Cat-allergy vaccine, the lead candidate, is ready to move into Phase III investigations.
Circassia completed a £15 million (about $24.4 million) fundraising, which will help the firm move its T-cell vaccine against cat allergy into Phase III trials. On November 20, the firm reported positive results with ToleroMune® and that optimal dosing regimens had been identified.
The Phase II study showed that short treatment regimens with the cat-allergy vaccine could greatly reduce patients’ symptoms without the need for adjuvants or other immune stimulators while proving well tolerated, Circassia reports.
The investment round was led by Imperial Innovations and supported by existing shareholders including Invesco Perpetual and Lansdowne Partners. Circassia will also leverage the money to advance clinical development of additional T-cell vaccines, which are based on its ToleroMune platform. This technology utilizes allergen epitopes to generate regulatory T cells that suppress allergic immune responses.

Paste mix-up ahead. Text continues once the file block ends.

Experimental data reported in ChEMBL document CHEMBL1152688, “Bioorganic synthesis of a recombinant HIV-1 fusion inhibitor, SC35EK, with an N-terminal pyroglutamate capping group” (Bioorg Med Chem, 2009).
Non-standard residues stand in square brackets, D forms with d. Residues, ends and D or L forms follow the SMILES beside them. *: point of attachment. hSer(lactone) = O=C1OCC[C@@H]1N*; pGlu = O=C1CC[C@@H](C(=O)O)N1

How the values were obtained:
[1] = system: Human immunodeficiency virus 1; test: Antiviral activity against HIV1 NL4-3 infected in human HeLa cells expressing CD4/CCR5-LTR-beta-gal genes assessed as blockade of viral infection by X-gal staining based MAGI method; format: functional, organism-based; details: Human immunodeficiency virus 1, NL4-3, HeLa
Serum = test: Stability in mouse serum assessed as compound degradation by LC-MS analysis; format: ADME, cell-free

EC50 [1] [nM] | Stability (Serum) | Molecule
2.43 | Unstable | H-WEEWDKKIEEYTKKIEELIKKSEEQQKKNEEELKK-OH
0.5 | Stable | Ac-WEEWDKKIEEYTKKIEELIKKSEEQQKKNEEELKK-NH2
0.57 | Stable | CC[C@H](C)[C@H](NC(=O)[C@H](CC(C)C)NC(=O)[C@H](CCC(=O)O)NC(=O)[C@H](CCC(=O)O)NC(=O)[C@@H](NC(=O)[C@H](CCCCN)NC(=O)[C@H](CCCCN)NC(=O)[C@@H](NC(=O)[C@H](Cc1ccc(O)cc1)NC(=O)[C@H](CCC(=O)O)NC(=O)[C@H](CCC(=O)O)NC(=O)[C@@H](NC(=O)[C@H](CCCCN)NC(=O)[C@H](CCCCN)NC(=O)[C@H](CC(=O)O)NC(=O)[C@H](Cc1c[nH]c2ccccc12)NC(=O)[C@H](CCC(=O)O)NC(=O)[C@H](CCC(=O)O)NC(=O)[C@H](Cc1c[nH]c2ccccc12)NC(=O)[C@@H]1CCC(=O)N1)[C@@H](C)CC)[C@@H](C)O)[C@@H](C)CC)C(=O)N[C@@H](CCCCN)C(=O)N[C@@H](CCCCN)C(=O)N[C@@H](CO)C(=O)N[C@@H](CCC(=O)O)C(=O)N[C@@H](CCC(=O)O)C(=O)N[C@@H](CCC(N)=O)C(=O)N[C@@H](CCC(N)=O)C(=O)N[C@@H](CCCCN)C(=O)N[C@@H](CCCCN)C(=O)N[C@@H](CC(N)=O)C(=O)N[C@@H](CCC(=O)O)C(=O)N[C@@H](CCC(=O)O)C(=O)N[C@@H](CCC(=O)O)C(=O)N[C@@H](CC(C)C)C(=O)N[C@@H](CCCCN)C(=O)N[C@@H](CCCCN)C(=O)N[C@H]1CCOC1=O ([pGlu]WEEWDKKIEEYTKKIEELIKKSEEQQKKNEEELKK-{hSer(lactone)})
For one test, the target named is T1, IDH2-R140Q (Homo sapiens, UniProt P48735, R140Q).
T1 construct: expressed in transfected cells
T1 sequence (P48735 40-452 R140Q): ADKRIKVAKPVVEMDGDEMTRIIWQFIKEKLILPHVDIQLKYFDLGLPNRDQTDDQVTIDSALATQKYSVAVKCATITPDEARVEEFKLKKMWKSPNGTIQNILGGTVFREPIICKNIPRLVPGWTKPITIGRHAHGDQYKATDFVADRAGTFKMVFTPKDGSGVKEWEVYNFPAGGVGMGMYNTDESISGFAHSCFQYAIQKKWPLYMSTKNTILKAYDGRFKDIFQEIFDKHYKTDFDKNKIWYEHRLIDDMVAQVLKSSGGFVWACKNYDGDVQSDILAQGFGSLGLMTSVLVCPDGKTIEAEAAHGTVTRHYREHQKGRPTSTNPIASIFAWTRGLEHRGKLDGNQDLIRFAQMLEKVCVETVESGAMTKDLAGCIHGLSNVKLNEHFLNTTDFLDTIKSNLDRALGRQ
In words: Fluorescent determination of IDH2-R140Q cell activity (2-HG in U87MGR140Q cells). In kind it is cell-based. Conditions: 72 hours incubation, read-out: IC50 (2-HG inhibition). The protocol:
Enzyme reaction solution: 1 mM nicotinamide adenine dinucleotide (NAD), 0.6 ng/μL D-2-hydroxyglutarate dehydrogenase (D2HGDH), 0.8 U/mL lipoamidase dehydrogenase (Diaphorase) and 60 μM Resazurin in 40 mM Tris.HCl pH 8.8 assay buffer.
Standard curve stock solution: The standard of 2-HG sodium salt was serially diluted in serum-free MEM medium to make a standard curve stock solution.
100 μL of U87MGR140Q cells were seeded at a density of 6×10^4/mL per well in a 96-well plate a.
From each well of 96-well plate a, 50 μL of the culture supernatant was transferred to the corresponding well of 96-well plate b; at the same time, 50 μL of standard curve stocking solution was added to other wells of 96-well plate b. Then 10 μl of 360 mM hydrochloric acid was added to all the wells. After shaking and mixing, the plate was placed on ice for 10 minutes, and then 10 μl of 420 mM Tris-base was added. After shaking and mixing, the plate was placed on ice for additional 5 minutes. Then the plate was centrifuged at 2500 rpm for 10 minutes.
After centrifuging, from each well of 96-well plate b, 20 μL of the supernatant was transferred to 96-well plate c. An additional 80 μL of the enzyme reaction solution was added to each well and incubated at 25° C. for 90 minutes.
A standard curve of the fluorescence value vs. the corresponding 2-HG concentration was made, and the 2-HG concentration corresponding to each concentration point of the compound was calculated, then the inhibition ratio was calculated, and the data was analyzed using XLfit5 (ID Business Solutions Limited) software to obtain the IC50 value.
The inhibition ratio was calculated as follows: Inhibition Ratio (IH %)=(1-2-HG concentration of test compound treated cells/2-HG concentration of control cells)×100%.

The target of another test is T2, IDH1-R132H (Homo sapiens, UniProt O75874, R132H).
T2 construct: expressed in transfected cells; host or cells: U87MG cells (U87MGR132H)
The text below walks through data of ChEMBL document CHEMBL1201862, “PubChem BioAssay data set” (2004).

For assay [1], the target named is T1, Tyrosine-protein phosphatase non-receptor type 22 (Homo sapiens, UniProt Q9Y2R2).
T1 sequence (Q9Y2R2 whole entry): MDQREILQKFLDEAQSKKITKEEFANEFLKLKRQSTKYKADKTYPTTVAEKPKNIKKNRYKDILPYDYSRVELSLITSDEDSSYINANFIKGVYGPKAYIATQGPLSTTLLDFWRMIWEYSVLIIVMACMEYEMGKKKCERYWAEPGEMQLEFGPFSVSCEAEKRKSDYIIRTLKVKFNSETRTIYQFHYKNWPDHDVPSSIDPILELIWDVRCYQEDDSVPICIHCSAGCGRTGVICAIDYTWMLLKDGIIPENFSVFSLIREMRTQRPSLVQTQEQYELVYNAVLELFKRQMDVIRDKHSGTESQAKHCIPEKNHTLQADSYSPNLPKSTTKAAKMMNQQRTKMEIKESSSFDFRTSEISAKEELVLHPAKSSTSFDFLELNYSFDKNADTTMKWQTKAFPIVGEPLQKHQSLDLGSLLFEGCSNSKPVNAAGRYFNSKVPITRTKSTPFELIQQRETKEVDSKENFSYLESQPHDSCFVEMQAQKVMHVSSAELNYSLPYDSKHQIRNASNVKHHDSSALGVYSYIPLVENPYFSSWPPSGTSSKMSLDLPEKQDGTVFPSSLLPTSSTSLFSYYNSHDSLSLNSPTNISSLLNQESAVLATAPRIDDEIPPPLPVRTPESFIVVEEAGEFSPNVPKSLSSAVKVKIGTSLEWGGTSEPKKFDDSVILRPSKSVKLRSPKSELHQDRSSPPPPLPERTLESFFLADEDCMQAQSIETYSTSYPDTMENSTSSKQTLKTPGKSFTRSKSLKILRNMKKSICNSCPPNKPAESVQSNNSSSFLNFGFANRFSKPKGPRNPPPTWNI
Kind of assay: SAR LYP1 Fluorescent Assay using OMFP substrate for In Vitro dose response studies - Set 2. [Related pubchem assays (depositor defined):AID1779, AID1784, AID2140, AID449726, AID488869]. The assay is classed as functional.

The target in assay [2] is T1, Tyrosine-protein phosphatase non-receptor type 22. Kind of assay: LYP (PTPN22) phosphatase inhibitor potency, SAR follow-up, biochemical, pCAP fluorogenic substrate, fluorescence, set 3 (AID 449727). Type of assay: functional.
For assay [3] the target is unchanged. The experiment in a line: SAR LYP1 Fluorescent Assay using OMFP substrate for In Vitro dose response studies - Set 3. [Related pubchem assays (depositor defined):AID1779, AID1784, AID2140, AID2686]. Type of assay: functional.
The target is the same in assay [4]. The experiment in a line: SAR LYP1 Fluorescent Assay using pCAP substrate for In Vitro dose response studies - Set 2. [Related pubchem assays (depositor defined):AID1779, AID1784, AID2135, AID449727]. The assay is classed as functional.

ToleroMune technology has additional regulatory and supply-chain benefits, according to the company. The short peptides utilized in Circassia’s vaccines are manufactured chemically, in contrast to existing allergen immunotherapies, which are purified from natural sources. This fits with changes in the European regulatory environment, the firm notes, where authorities are increasingly treating allergen immunotherapies as pharmaceutical products and requiring elimination of the batch-to-batch potency variability that is intrinsic of many currrent treatments.
Circassia began a Phase II trial with its ragweed-allergy vaccine in April, and results are expected in the first half of 2010. The house dust mite allergy vaccine entered Phase II testing in November, and the firm expects that its grass allergy vaccine will enter the clinic in the first half of 2010.